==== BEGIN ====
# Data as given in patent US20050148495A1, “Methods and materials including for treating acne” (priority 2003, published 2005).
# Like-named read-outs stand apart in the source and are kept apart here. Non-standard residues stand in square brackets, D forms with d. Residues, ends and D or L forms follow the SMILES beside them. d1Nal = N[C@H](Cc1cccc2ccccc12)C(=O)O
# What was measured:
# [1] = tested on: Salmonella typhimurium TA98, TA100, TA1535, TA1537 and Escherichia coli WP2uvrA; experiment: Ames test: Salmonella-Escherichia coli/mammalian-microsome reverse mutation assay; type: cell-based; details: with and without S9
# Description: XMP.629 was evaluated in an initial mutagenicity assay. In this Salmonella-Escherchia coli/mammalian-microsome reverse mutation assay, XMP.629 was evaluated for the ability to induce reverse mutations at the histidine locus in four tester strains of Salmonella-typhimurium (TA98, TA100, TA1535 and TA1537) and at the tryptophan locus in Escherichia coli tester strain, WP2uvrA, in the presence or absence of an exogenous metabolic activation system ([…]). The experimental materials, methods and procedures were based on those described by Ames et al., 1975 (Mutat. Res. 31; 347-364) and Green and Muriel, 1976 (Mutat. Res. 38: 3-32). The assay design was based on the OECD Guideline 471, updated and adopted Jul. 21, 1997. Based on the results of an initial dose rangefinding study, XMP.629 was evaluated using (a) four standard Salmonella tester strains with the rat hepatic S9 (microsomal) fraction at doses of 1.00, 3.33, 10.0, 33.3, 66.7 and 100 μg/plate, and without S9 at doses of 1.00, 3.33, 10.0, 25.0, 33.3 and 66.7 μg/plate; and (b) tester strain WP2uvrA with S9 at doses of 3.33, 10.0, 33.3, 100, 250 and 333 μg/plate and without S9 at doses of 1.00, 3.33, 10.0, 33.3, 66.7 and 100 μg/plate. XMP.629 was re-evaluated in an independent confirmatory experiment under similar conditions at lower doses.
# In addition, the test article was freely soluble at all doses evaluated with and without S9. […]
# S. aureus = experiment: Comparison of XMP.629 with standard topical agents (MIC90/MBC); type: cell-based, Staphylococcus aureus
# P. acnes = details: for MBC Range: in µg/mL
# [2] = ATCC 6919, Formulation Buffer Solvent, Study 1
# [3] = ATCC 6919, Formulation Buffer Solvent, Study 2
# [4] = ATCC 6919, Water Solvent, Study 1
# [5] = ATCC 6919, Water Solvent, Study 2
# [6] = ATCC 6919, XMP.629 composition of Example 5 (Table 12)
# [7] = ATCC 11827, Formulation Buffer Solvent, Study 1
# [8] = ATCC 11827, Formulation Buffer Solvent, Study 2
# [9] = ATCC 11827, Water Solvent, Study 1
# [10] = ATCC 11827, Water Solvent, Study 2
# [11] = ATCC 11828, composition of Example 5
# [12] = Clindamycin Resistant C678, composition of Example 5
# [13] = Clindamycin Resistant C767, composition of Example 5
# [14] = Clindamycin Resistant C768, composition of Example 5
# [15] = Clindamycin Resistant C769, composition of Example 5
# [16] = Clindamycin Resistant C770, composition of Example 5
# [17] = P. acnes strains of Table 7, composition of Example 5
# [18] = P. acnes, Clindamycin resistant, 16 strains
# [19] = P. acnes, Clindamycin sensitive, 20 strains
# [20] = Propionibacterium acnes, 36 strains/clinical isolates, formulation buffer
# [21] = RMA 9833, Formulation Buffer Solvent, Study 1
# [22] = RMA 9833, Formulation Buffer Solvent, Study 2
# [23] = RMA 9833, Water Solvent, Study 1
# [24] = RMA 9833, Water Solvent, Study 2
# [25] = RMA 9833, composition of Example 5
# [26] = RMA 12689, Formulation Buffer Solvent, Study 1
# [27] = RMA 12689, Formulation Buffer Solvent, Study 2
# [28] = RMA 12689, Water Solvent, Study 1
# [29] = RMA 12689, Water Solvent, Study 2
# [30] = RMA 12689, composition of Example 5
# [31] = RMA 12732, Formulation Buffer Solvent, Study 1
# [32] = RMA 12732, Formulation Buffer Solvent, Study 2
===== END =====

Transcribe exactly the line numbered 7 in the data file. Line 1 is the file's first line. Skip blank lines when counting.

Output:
# S. aureus = experiment: Comparison of XMP.629 with standard topical agents (MIC90/MBC); type: cell-based, Staphylococcus aureus